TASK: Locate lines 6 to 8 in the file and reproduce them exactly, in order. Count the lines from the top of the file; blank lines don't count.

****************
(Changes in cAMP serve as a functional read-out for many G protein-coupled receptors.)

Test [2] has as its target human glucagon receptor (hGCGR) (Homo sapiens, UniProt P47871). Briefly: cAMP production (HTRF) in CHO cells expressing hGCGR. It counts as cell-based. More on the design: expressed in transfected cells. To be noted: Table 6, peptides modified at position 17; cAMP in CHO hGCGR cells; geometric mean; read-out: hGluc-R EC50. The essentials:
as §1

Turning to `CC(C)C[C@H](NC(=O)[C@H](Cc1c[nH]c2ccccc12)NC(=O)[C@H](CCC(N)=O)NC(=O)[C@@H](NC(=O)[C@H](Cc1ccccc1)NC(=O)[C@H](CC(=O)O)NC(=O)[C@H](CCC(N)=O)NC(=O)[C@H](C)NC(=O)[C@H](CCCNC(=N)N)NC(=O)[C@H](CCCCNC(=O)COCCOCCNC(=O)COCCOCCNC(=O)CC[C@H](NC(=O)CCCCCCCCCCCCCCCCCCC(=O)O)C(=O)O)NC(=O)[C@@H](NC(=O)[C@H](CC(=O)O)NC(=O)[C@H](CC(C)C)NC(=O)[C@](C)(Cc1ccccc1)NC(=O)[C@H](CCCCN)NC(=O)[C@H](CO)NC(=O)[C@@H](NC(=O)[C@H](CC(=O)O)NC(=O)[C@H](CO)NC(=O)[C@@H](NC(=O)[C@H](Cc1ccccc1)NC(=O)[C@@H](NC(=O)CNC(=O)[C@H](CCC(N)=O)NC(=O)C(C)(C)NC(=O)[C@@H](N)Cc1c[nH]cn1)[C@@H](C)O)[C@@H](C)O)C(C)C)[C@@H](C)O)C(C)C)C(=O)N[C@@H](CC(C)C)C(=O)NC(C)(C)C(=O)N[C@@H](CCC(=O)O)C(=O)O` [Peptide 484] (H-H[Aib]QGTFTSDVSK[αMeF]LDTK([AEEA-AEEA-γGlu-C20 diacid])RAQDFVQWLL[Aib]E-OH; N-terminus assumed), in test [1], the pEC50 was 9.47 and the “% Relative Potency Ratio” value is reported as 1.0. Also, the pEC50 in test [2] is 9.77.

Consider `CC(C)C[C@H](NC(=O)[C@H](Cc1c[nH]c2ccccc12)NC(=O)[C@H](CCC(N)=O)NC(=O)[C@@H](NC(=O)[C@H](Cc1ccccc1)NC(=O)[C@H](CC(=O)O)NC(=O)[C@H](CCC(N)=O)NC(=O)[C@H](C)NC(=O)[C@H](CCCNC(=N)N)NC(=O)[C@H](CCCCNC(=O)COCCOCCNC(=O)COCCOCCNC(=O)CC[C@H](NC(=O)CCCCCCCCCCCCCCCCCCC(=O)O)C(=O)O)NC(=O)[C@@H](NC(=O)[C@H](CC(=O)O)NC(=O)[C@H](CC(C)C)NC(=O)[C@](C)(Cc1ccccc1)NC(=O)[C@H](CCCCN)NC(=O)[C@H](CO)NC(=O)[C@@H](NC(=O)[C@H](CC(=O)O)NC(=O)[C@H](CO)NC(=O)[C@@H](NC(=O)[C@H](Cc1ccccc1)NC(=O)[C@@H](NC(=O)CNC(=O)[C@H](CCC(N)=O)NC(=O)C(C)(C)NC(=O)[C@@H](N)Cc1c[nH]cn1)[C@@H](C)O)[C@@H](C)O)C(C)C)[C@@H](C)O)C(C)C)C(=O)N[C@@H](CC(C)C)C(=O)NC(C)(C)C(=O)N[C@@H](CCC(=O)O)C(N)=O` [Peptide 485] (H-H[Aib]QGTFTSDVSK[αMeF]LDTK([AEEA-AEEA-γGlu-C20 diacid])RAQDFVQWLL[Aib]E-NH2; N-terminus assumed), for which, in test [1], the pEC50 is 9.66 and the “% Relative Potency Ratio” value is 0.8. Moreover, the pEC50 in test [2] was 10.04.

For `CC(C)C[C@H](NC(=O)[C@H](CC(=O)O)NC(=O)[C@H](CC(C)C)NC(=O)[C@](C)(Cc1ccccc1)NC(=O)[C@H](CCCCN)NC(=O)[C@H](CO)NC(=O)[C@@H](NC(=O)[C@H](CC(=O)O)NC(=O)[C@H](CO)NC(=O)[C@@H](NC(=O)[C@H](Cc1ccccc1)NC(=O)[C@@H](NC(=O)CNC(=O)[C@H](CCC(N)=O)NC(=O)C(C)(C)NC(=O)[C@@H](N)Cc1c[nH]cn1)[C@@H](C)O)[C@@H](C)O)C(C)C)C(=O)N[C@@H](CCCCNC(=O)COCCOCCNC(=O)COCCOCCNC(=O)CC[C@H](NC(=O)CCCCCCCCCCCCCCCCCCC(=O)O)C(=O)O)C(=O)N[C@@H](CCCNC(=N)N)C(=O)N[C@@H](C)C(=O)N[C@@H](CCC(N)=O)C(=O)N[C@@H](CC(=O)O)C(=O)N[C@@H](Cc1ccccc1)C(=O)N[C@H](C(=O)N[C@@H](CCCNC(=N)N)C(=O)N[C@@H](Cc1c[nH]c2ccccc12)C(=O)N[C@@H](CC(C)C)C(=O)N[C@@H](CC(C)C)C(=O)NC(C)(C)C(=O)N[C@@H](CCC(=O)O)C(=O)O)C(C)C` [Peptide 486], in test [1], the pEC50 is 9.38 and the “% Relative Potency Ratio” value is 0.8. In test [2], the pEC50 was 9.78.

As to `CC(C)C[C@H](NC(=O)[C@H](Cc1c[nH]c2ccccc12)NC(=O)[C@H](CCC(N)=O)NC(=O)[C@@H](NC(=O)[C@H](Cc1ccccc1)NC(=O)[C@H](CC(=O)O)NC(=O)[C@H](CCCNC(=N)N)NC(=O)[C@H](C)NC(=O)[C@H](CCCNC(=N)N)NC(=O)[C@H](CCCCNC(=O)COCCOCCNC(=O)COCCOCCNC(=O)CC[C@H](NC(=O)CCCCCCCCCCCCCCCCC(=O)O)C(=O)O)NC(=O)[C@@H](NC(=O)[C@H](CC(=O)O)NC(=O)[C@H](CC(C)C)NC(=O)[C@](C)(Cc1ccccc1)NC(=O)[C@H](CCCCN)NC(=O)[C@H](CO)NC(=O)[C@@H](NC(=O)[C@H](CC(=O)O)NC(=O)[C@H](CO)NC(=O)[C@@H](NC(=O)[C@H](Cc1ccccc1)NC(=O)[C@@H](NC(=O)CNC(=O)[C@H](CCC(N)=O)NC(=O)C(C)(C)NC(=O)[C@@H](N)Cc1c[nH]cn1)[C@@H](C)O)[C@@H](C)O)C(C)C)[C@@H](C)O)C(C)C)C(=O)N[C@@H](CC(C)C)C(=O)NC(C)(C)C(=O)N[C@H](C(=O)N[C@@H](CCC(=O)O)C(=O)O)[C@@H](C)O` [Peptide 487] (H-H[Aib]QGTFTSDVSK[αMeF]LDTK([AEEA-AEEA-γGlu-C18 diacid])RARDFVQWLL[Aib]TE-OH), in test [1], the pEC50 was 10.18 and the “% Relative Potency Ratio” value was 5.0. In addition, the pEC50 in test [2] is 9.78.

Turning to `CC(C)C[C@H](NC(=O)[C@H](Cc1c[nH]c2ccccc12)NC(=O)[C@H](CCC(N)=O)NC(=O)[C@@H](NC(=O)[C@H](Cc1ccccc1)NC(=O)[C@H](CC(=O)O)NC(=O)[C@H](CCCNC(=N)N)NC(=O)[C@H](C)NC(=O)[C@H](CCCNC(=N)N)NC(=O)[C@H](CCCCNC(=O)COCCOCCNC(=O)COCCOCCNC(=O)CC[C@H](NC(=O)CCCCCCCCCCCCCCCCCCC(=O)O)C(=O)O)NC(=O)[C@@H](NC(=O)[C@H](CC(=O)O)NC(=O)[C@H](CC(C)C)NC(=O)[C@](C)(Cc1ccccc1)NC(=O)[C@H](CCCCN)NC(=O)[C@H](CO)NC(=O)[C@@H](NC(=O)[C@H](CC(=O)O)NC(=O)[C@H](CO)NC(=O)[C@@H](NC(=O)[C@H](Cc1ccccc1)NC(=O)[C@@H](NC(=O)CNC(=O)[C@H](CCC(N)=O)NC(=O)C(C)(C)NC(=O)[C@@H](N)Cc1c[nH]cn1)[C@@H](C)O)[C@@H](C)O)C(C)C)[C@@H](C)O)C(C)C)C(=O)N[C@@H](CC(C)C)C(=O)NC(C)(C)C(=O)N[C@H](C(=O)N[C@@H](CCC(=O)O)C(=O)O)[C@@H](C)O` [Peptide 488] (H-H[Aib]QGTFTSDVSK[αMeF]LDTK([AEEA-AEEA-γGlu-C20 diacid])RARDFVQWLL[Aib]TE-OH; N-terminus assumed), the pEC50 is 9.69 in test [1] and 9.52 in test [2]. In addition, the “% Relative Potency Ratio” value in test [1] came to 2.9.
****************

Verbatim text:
For `CC(C)C[C@H](NC(=O)[C@H](CC(=O)O)NC(=O)[C@H](CC(C)C)NC(=O)[C@](C)(Cc1ccccc1)NC(=O)[C@H](CCCCN)NC(=O)[C@H](CO)NC(=O)[C@@H](NC(=O)[C@H](CC(=O)O)NC(=O)[C@H](CO)NC(=O)[C@@H](NC(=O)[C@H](Cc1ccccc1)NC(=O)[C@@H](NC(=O)CNC(=O)[C@H](CCC(N)=O)NC(=O)C(C)(C)NC(=O)[C@@H](N)Cc1c[nH]cn1)[C@@H](C)O)[C@@H](C)O)C(C)C)C(=O)N[C@@H](CCCCNC(=O)COCCOCCNC(=O)COCCOCCNC(=O)CC[C@H](NC(=O)CCCCCCCCCCCCCCCCCCC(=O)O)C(=O)O)C(=O)N[C@@H](CCCNC(=N)N)C(=O)N[C@@H](C)C(=O)N[C@@H](CCC(N)=O)C(=O)N[C@@H](CC(=O)O)C(=O)N[C@@H](Cc1ccccc1)C(=O)N[C@H](C(=O)N[C@@H](CCCNC(=N)N)C(=O)N[C@@H](Cc1c[nH]c2ccccc12)C(=O)N[C@@H](CC(C)C)C(=O)N[C@@H](CC(C)C)C(=O)NC(C)(C)C(=O)N[C@@H](CCC(=O)O)C(=O)O)C(C)C` [Peptide 486], in test [1], the pEC50 is 9.38 and the “% Relative Potency Ratio” value is 0.8. In test [2], the pEC50 was 9.78.

As to `CC(C)C[C@H](NC(=O)[C@H](Cc1c[nH]c2ccccc12)NC(=O)[C@H](CCC(N)=O)NC(=O)[C@@H](NC(=O)[C@H](Cc1ccccc1)NC(=O)[C@H](CC(=O)O)NC(=O)[C@H](CCCNC(=N)N)NC(=O)[C@H](C)NC(=O)[C@H](CCCNC(=N)N)NC(=O)[C@H](CCCCNC(=O)COCCOCCNC(=O)COCCOCCNC(=O)CC[C@H](NC(=O)CCCCCCCCCCCCCCCCC(=O)O)C(=O)O)NC(=O)[C@@H](NC(=O)[C@H](CC(=O)O)NC(=O)[C@H](CC(C)C)NC(=O)[C@](C)(Cc1ccccc1)NC(=O)[C@H](CCCCN)NC(=O)[C@H](CO)NC(=O)[C@@H](NC(=O)[C@H](CC(=O)O)NC(=O)[C@H](CO)NC(=O)[C@@H](NC(=O)[C@H](Cc1ccccc1)NC(=O)[C@@H](NC(=O)CNC(=O)[C@H](CCC(N)=O)NC(=O)C(C)(C)NC(=O)[C@@H](N)Cc1c[nH]cn1)[C@@H](C)O)[C@@H](C)O)C(C)C)[C@@H](C)O)C(C)C)C(=O)N[C@@H](CC(C)C)C(=O)NC(C)(C)C(=O)N[C@H](C(=O)N[C@@H](CCC(=O)O)C(=O)O)[C@@H](C)O` [Peptide 487] (H-H[Aib]QGTFTSDVSK[αMeF]LDTK([AEEA-AEEA-γGlu-C18 diacid])RARDFVQWLL[Aib]TE-OH), in test [1], the pEC50 was 10.18 and the “% Relative Potency Ratio” value was 5.0. In addition, the pEC50 in test [2] is 9.78.

Turning to `CC(C)C[C@H](NC(=O)[C@H](Cc1c[nH]c2ccccc12)NC(=O)[C@H](CCC(N)=O)NC(=O)[C@@H](NC(=O)[C@H](Cc1ccccc1)NC(=O)[C@H](CC(=O)O)NC(=O)[C@H](CCCNC(=N)N)NC(=O)[C@H](C)NC(=O)[C@H](CCCNC(=N)N)NC(=O)[C@H](CCCCNC(=O)COCCOCCNC(=O)COCCOCCNC(=O)CC[C@H](NC(=O)CCCCCCCCCCCCCCCCCCC(=O)O)C(=O)O)NC(=O)[C@@H](NC(=O)[C@H](CC(=O)O)NC(=O)[C@H](CC(C)C)NC(=O)[C@](C)(Cc1ccccc1)NC(=O)[C@H](CCCCN)NC(=O)[C@H](CO)NC(=O)[C@@H](NC(=O)[C@H](CC(=O)O)NC(=O)[C@H](CO)NC(=O)[C@@H](NC(=O)[C@H](Cc1ccccc1)NC(=O)[C@@H](NC(=O)CNC(=O)[C@H](CCC(N)=O)NC(=O)C(C)(C)NC(=O)[C@@H](N)Cc1c[nH]cn1)[C@@H](C)O)[C@@H](C)O)C(C)C)[C@@H](C)O)C(C)C)C(=O)N[C@@H](CC(C)C)C(=O)NC(C)(C)C(=O)N[C@H](C(=O)N[C@@H](CCC(=O)O)C(=O)O)[C@@H](C)O` [Peptide 488] (H-H[Aib]QGTFTSDVSK[αMeF]LDTK([AEEA-AEEA-γGlu-C20 diacid])RARDFVQWLL[Aib]TE-OH; N-terminus assumed), the pEC50 is 9.69 in test [1] and 9.52 in test [2]. In addition, the “% Relative Potency Ratio” value in test [1] came to 2.9.